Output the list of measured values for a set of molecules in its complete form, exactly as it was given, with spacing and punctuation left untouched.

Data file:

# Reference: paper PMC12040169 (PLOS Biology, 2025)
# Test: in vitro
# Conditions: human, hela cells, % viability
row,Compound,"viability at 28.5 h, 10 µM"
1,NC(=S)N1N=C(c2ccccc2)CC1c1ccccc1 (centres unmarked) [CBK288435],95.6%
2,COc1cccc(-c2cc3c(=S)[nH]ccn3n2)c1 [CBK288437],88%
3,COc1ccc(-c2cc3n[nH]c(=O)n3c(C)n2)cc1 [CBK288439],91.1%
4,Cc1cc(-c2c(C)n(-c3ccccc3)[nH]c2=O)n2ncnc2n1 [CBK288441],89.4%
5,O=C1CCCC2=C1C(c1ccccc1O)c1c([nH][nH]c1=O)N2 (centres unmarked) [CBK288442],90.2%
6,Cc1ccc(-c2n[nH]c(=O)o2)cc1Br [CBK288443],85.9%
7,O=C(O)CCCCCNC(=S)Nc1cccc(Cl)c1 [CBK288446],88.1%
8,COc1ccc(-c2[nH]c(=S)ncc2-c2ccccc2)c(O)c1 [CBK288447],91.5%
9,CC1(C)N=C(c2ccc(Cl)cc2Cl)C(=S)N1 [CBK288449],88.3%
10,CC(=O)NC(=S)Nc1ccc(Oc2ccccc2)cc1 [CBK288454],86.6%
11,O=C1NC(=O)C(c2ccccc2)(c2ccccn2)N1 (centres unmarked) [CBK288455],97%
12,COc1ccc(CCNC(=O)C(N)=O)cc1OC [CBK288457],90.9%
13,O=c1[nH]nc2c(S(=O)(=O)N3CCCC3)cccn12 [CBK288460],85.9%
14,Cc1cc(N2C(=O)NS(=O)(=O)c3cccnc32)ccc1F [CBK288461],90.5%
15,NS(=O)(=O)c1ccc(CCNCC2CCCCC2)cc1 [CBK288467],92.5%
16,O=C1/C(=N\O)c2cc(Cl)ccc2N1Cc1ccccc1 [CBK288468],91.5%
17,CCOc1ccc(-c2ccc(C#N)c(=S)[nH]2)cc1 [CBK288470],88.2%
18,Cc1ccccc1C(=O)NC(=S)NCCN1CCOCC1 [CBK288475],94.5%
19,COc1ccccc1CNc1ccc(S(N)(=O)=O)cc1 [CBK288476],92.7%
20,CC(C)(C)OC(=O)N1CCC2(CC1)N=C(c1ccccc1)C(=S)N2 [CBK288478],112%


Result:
# Reference: paper PMC12040169 (PLOS Biology, 2025)
# Test: in vitro
# Conditions: human, hela cells, % viability
row,Compound,"viability at 28.5 h, 10 µM"
1,NC(=S)N1N=C(c2ccccc2)CC1c1ccccc1 (centres unmarked) [CBK288435],95.6%
2,COc1cccc(-c2cc3c(=S)[nH]ccn3n2)c1 [CBK288437],88%
3,COc1ccc(-c2cc3n[nH]c(=O)n3c(C)n2)cc1 [CBK288439],91.1%
4,Cc1cc(-c2c(C)n(-c3ccccc3)[nH]c2=O)n2ncnc2n1 [CBK288441],89.4%
5,O=C1CCCC2=C1C(c1ccccc1O)c1c([nH][nH]c1=O)N2 (centres unmarked) [CBK288442],90.2%
6,Cc1ccc(-c2n[nH]c(=O)o2)cc1Br [CBK288443],85.9%
7,O=C(O)CCCCCNC(=S)Nc1cccc(Cl)c1 [CBK288446],88.1%
8,COc1ccc(-c2[nH]c(=S)ncc2-c2ccccc2)c(O)c1 [CBK288447],91.5%
9,CC1(C)N=C(c2ccc(Cl)cc2Cl)C(=S)N1 [CBK288449],88.3%
10,CC(=O)NC(=S)Nc1ccc(Oc2ccccc2)cc1 [CBK288454],86.6%
11,O=C1NC(=O)C(c2ccccc2)(c2ccccn2)N1 (centres unmarked) [CBK288455],97%
12,COc1ccc(CCNC(=O)C(N)=O)cc1OC [CBK288457],90.9%
13,O=c1[nH]nc2c(S(=O)(=O)N3CCCC3)cccn12 [CBK288460],85.9%
14,Cc1cc(N2C(=O)NS(=O)(=O)c3cccnc32)ccc1F [CBK288461],90.5%
15,NS(=O)(=O)c1ccc(CCNCC2CCCCC2)cc1 [CBK288467],92.5%
16,O=C1/C(=N\O)c2cc(Cl)ccc2N1Cc1ccccc1 [CBK288468],91.5%
17,CCOc1ccc(-c2ccc(C#N)c(=S)[nH]2)cc1 [CBK288470],88.2%
18,Cc1ccccc1C(=O)NC(=S)NCCN1CCOCC1 [CBK288475],94.5%
19,COc1ccccc1CNc1ccc(S(N)(=O)=O)cc1 [CBK288476],92.7%
20,CC(C)(C)OC(=O)N1CCC2(CC1)N=C(c1ccccc1)C(=S)N2 [CBK288478],112%